I like to help (queue theme from Superman). And I’m here to save you. 🙂
I’m guessing that 9 out of 10 of you have never had a properly hard -boiled egg. I know this is true because until recently, neither had I.
I thought I had, but then as I was watching Food Network, I noticed that Nigella’s eggs did not look like mine. Her yolks were gloriously golden. Mine were yellow. And I thought that was what they were supposed to be.
With Passover and Easter right around the corner, now is the time to set things straight this Spring, as they are officially the “hard-boiled holidays.”
If you find yourself choking down chalky green-tinged egg yolks and rubbery whites, or cursing out loud in front of the kids as you struggle to peel a hard-boiled egg and gouge out chunks of it as you go, or you are just unsure of when your eggs are done, then keep reading folks!
The first thing you need to know is that if you want the shell to peel off your eggs easily, then you need to plan ahead. Since Passover is just 2 weeks away (from the time of this blog post), buy your eggs now. Yes, right now. Actually, last week or the week before would have been better, but it will be ok. With most things, fresh is best, but in this case, slightly older is better. Two to three weeks is ideal—it gives the egg time to let air seep into the hermetically sealed shell. Then when you hard boil it there will be some separation between the shell/connective membrane and the delicate white of the egg.
When you are ready to cook your eggs, get out a large pot, big enough to put the eggs into it, cover them with cold water, plus one extra inch of water.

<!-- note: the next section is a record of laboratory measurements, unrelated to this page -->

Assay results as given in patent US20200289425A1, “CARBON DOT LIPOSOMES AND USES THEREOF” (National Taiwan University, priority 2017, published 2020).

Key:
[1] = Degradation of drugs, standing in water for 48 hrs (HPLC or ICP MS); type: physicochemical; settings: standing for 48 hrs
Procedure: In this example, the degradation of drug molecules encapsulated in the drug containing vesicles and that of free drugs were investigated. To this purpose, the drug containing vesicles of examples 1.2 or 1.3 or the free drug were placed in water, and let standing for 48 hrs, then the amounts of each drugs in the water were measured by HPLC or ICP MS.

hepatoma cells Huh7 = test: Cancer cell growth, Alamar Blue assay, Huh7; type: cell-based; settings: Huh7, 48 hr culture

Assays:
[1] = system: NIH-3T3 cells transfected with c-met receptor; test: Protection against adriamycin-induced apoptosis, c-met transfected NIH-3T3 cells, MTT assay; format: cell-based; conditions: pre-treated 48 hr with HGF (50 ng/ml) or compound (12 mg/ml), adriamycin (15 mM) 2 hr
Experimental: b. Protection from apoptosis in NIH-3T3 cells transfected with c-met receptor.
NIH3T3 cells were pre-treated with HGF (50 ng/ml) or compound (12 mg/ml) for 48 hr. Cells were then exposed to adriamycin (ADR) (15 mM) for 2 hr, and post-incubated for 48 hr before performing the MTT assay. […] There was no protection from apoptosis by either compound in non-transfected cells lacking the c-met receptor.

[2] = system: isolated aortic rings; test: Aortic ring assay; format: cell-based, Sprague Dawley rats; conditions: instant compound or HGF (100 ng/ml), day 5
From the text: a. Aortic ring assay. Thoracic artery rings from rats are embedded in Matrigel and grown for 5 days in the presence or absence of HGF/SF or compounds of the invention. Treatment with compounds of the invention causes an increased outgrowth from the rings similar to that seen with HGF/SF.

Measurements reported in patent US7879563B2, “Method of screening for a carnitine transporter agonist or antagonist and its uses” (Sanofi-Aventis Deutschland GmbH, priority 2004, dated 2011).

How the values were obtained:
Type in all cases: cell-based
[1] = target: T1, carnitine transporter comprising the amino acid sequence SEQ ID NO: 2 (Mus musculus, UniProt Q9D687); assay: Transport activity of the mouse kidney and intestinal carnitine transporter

Bring the uncovered eggs and water to a boil for exactly one minute.
Then clamp the cover on and remove the pot from the heat. Let it sit for ten minutes if you like your white to be delicate and your yolk to be buttery and golden and tender. Twelve minutes if you want it a little more done. But that is it!
Now quick–remove the eggs from the hot water and plunge them into an ice bath to stop the cooking process. And by ice bath, I simply mean a bowl filled with ice and water.
If you are out of ice, then then even very cold water will do—the important thing is to stop the cooking process.
Next, tap each egg so the shell forms a crack and lets some of the ice water in. When the hot egg and the cold water meet, the white and shell will make some space for one another.
As soon as the eggs are cool enough to handle, crack them lightly all over on the counter top, gently roll them under your hand, and carefully peel them, under running water if you’d like. They should just slip out of their shell as easily as you would slip out of your winter coat on a temperate Spring day.
If you have any difficulty, find a spot on the egg, the top or the bottom where the shell is a little “looser” and begin to peel it there. Find your way under the connective membrane that holds the shell together and peel it from there, in big pieces if you can. And holding it under a little running water sometimes helps to ease things along as well.
Peeled hard-boiled eggs will keep for about 4 days in a covered container in the fridge.
Gloriously Golden Hard-boiled Eggs
- Eggs, 3 weeks old, give or take
- Place desired amount of eggs in a pot and cover with water by one inch.
- Bring to a boil on the stove top, uncovered.
- Let the eggs boil for exactly one minute and then clamp the cover onto the pot and immediately remove from heat.
- Let sit for 10-12 minutes.
- Plunge the eggs into an ice bath and give each a little tap to make a small crack.
- When cool enough to handle, crack the eggs all over, and then roll, using the palm of your hand.
- Gently peel the shell off and eat warm or cold sprinkled with salt.